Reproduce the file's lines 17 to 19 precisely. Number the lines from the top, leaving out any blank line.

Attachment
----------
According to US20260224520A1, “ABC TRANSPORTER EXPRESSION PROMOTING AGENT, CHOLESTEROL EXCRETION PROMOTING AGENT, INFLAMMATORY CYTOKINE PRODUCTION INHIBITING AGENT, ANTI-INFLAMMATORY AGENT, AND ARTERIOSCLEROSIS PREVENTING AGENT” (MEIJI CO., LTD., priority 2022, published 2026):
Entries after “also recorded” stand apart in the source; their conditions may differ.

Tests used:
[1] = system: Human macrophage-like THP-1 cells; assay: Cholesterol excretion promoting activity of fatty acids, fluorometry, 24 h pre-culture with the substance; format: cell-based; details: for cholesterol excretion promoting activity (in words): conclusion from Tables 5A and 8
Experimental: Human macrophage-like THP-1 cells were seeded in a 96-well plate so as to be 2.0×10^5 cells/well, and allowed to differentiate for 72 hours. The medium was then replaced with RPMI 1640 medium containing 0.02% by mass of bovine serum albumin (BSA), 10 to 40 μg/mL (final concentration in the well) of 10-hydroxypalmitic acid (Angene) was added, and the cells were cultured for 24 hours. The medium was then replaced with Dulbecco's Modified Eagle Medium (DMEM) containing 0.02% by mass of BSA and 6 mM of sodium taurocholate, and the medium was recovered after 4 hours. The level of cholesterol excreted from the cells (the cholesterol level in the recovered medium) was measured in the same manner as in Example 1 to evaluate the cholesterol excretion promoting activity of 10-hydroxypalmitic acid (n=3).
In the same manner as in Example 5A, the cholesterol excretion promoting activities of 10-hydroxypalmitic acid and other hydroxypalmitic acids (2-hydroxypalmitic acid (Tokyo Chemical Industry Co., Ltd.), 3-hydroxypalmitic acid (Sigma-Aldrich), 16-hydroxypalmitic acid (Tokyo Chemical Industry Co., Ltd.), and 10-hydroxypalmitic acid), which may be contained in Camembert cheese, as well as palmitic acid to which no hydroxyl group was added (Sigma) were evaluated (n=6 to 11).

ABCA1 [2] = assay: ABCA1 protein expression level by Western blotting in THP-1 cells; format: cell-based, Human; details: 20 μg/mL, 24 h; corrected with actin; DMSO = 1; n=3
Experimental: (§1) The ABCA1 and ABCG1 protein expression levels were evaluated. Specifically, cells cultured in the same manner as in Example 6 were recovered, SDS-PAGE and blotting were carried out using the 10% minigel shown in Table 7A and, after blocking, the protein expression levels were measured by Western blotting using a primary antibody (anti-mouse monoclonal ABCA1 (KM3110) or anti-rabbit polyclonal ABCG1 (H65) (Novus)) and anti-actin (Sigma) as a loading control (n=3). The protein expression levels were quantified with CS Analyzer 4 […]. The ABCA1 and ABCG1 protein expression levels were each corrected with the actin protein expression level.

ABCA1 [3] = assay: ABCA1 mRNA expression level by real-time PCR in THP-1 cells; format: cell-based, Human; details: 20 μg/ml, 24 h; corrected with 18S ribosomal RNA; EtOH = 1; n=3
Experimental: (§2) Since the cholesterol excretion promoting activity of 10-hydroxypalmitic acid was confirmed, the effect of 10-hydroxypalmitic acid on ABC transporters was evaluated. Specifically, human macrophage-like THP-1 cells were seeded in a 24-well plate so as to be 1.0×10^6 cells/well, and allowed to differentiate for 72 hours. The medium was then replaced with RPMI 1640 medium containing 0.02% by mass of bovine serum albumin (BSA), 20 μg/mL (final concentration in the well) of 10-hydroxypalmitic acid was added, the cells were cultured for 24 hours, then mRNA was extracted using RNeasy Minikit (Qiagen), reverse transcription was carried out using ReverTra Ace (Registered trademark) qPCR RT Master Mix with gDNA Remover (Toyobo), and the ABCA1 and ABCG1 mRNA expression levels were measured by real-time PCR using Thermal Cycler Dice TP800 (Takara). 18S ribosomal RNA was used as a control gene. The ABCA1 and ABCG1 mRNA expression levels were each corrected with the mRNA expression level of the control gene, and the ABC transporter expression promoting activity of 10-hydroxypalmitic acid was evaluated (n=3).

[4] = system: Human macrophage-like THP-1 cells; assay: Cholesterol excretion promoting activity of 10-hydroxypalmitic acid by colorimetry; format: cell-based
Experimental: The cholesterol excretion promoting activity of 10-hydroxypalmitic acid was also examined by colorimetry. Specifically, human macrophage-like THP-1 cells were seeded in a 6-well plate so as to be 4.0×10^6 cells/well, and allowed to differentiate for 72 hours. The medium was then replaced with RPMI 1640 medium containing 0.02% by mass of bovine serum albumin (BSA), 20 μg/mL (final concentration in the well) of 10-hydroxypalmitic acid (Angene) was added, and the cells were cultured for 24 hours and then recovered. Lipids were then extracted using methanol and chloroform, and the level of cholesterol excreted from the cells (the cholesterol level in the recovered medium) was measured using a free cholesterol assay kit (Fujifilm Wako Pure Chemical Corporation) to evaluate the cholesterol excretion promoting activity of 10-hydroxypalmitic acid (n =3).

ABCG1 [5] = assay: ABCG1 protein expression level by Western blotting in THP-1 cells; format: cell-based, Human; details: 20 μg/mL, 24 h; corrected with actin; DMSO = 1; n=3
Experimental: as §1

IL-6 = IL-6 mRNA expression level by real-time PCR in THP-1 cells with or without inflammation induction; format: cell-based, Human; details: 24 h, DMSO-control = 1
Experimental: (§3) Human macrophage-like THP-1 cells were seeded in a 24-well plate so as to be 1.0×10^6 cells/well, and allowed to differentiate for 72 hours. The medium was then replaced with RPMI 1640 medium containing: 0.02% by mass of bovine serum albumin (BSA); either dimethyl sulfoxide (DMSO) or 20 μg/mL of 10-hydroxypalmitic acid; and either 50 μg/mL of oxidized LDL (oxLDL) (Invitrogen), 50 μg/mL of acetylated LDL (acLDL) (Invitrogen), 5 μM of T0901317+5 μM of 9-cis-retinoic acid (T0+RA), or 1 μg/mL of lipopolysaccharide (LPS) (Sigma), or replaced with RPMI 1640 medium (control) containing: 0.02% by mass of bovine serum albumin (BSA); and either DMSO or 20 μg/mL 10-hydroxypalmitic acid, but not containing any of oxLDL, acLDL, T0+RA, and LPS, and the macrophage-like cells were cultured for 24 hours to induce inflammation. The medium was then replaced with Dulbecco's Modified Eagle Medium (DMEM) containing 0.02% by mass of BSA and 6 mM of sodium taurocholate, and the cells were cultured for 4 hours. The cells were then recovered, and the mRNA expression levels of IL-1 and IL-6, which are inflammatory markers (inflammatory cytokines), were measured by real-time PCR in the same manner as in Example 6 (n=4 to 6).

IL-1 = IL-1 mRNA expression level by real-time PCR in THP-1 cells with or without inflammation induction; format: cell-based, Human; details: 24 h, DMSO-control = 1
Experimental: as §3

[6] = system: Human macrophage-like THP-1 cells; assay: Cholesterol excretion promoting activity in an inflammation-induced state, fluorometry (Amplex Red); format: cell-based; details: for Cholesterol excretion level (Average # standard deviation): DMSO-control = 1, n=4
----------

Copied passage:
IL-1 = IL-1 mRNA expression level by real-time PCR in THP-1 cells with or without inflammation induction; format: cell-based, Human; details: 24 h, DMSO-control = 1
Experimental: as §3

[6] = system: Human macrophage-like THP-1 cells; assay: Cholesterol excretion promoting activity in an inflammation-induced state, fluorometry (Amplex Red); format: cell-based; details: for Cholesterol excretion level (Average # standard deviation): DMSO-control = 1, n=4